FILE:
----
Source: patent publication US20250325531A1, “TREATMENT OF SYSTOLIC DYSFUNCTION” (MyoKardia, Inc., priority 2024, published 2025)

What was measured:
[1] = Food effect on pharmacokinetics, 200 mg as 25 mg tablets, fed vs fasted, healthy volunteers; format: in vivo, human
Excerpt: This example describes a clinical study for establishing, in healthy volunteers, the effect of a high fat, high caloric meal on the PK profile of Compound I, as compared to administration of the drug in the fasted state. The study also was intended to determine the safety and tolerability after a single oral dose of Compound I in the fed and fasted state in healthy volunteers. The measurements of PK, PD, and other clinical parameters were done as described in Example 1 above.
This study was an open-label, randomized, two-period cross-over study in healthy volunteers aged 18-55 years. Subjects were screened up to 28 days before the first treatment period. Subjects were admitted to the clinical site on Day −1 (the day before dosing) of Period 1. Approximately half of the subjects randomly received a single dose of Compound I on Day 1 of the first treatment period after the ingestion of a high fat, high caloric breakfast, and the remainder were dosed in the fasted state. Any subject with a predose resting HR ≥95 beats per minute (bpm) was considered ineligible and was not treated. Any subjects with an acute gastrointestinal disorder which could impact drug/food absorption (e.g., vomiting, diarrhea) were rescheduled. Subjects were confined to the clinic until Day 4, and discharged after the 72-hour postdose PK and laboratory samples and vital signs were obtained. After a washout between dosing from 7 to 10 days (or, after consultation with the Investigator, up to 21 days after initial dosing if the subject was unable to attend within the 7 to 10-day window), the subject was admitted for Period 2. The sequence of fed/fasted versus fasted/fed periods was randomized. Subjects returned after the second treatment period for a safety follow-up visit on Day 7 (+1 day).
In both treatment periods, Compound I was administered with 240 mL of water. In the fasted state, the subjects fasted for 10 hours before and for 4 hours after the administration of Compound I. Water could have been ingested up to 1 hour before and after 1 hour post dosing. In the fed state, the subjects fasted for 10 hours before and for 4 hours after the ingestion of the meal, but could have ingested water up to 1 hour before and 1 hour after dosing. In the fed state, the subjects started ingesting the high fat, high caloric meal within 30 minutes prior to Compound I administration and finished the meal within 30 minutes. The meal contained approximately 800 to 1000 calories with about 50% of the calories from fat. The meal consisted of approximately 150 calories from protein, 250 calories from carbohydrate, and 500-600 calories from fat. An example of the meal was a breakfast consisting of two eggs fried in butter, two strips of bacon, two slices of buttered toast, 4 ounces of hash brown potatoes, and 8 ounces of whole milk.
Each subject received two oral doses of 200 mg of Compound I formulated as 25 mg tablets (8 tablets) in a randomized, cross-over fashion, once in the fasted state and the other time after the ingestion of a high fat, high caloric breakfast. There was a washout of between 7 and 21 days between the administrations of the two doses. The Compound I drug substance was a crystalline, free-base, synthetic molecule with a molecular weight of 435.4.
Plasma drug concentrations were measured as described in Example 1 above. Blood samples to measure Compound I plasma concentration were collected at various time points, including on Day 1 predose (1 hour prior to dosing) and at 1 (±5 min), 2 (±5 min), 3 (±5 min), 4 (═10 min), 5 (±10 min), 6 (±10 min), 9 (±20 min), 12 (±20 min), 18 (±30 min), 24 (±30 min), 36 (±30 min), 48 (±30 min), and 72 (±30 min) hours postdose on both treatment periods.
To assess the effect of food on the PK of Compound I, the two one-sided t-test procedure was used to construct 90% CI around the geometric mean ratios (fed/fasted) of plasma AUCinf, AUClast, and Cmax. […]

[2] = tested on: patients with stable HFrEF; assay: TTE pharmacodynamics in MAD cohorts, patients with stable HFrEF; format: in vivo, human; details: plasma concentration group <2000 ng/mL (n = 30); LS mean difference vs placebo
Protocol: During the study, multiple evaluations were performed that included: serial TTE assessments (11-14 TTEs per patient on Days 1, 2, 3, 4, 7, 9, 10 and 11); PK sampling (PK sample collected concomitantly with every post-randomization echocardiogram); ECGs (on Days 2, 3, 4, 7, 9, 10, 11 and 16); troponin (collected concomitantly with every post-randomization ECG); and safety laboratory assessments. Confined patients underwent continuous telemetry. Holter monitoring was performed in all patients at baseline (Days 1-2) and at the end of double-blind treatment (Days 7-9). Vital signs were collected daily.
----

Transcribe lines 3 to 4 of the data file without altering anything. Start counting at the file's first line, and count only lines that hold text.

[1] = Food effect on pharmacokinetics, 200 mg as 25 mg tablets, fed vs fasted, healthy volunteers; format: in vivo, human
Excerpt: This example describes a clinical study for establishing, in healthy volunteers, the effect of a high fat, high caloric meal on the PK profile of Compound I, as compared to administration of the drug in the fasted state. The study also was intended to determine the safety and tolerability after a single oral dose of Compound I in the fed and fasted state in healthy volunteers. The measurements of PK, PD, and other clinical parameters were done as described in Example 1 above.